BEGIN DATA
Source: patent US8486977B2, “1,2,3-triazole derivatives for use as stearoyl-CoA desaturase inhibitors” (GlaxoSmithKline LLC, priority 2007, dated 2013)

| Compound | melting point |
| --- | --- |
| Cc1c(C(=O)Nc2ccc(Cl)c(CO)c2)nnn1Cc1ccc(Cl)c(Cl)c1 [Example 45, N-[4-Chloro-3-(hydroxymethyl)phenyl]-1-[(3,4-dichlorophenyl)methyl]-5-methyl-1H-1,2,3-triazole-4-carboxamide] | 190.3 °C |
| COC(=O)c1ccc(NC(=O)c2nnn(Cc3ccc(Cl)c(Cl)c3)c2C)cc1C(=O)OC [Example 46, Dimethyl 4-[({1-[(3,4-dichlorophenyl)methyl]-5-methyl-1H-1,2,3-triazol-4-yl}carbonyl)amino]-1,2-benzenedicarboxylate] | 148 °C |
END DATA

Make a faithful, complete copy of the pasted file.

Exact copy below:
Source: patent US8486977B2, “1,2,3-triazole derivatives for use as stearoyl-CoA desaturase inhibitors” (GlaxoSmithKline LLC, priority 2007, dated 2013)

| Compound | melting point |
| --- | --- |
| Cc1c(C(=O)Nc2ccc(Cl)c(CO)c2)nnn1Cc1ccc(Cl)c(Cl)c1 [Example 45, N-[4-Chloro-3-(hydroxymethyl)phenyl]-1-[(3,4-dichlorophenyl)methyl]-5-methyl-1H-1,2,3-triazole-4-carboxamide] | 190.3 °C |
| COC(=O)c1ccc(NC(=O)c2nnn(Cc3ccc(Cl)c(Cl)c3)c2C)cc1C(=O)OC [Example 46, Dimethyl 4-[({1-[(3,4-dichlorophenyl)methyl]-5-methyl-1H-1,2,3-triazol-4-yl}carbonyl)amino]-1,2-benzenedicarboxylate] | 148 °C |